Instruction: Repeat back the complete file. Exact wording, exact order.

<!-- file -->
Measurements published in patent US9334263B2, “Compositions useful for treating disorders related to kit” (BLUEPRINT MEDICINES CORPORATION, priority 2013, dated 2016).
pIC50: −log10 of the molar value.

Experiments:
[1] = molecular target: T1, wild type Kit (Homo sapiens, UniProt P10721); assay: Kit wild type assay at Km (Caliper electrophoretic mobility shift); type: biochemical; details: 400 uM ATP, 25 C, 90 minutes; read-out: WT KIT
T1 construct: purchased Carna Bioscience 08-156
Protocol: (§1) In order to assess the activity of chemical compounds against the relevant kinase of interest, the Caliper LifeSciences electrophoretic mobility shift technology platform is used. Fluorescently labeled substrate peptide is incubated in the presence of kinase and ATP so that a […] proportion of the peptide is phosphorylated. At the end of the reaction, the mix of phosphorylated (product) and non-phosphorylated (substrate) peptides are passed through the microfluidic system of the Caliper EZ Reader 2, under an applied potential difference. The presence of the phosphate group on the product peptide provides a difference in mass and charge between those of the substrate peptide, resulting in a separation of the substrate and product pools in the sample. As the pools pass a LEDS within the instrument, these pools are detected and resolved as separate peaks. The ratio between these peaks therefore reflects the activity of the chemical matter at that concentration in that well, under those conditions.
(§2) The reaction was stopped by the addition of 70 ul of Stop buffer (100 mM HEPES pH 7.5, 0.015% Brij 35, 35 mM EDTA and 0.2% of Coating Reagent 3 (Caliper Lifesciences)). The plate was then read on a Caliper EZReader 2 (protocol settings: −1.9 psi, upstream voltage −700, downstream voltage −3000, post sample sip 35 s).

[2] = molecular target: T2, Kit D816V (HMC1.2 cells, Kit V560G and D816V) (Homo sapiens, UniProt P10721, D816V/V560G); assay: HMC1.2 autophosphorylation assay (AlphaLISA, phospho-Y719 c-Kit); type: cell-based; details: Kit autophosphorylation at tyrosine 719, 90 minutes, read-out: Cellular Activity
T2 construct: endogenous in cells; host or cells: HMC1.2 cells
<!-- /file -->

Measurements published in patent US9334263B2, “Compositions useful for treating disorders related to kit” (BLUEPRINT MEDICINES CORPORATION, priority 2013, dated 2016).
pIC50: −log10 of the molar value.

Experiments:
[1] = molecular target: T1, wild type Kit (Homo sapiens, UniProt P10721); assay: Kit wild type assay at Km (Caliper electrophoretic mobility shift); type: biochemical; details: 400 uM ATP, 25 C, 90 minutes; read-out: WT KIT
T1 construct: purchased Carna Bioscience 08-156
Protocol: (§1) In order to assess the activity of chemical compounds against the relevant kinase of interest, the Caliper LifeSciences electrophoretic mobility shift technology platform is used. Fluorescently labeled substrate peptide is incubated in the presence of kinase and ATP so that a […] proportion of the peptide is phosphorylated. At the end of the reaction, the mix of phosphorylated (product) and non-phosphorylated (substrate) peptides are passed through the microfluidic system of the Caliper EZ Reader 2, under an applied potential difference. The presence of the phosphate group on the product peptide provides a difference in mass and charge between those of the substrate peptide, resulting in a separation of the substrate and product pools in the sample. As the pools pass a LEDS within the instrument, these pools are detected and resolved as separate peaks. The ratio between these peaks therefore reflects the activity of the chemical matter at that concentration in that well, under those conditions.
(§2) The reaction was stopped by the addition of 70 ul of Stop buffer (100 mM HEPES pH 7.5, 0.015% Brij 35, 35 mM EDTA and 0.2% of Coating Reagent 3 (Caliper Lifesciences)). The plate was then read on a Caliper EZReader 2 (protocol settings: −1.9 psi, upstream voltage −700, downstream voltage −3000, post sample sip 35 s).

[2] = molecular target: T2, Kit D816V (HMC1.2 cells, Kit V560G and D816V) (Homo sapiens, UniProt P10721, D816V/V560G); assay: HMC1.2 autophosphorylation assay (AlphaLISA, phospho-Y719 c-Kit); type: cell-based; details: Kit autophosphorylation at tyrosine 719, 90 minutes, read-out: Cellular Activity
T2 construct: endogenous in cells; host or cells: HMC1.2 cells